On July 7, 2016, Judge Paul A. Magnuson of the United States District Court for the District of Minnesota granted Defendants’ Motions to Dismiss a shareholder class action that had been initiated following a 2013 holiday season data breach involving customers of Target Corporation (“Target,” or “the Company”). The data breach, which resulted in the release of information of approximately 70 million consumer credit and debit cards, made headlines as one of the biggest privacy hacks at the time. Initially disclosed to the public in December 2013, with an estimated 40 million credit and debit cards affected, Target subsequently revealed a little less than a month later that additional consumer data, including customers’ names, mailing addresses, phone numbers and email addresses, were also stolen, and increased its initial estimate to 110 million.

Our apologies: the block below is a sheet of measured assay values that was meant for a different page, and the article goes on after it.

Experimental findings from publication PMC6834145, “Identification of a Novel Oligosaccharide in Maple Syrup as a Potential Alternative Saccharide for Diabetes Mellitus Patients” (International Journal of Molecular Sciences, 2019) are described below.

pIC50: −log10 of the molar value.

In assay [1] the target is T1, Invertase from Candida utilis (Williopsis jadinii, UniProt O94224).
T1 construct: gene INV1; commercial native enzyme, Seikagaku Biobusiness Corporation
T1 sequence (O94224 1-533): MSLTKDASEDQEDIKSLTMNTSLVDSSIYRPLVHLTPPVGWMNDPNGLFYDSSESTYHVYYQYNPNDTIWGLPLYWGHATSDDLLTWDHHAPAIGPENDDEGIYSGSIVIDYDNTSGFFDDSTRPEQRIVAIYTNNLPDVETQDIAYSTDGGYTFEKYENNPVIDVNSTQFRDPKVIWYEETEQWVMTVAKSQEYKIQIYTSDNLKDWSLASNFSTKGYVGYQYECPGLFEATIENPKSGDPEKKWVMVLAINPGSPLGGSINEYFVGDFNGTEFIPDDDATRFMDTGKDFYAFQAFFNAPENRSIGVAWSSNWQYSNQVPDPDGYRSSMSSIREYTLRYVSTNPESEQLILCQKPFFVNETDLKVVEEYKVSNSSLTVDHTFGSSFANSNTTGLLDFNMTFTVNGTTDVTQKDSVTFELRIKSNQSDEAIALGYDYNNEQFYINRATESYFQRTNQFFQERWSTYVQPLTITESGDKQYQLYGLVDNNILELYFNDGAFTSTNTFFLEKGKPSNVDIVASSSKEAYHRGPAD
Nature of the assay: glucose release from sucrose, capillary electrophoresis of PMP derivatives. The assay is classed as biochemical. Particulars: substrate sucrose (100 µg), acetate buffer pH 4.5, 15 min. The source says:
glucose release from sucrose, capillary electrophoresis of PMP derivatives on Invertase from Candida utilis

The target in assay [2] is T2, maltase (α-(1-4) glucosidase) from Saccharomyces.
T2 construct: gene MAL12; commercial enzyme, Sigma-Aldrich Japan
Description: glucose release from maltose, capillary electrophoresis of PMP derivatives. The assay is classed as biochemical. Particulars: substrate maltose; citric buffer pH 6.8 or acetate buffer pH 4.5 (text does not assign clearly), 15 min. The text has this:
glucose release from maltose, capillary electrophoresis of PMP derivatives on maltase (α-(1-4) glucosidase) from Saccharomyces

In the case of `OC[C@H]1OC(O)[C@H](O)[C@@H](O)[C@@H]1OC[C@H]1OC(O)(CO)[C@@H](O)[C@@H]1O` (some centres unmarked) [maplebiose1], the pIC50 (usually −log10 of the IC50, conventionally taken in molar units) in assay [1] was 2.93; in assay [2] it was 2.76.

For the last few years, the SEC has been issuing guidance as to appropriate cybersecurity policies and procedures for financial firms. In a move that signal’s the regulator’s willingness to put muscle into its cybersecurity guidance, the SEC announced an agreement with St. Louis-based investment company, R.T. Jones Capital Equities Management (“R.T. Jones” or “the company”), to settle charges that the company failed to adequately safeguard the personal information (“PI”) of approximately 100,000 individuals. Consistent with this trend, the SEC has announced that its Office of Compliance Inspections and Examinations (“OCIE”) would be conducting a second round of investigations into the cybersecurity practices of brokerage and advisory firms (the “Cybersecurity Examination Initiative”). These moves signal the SEC’s increasing scrutiny of investment firms’ information security practices and indicate the regulator’s willingness to enforce the guidance that it has issued.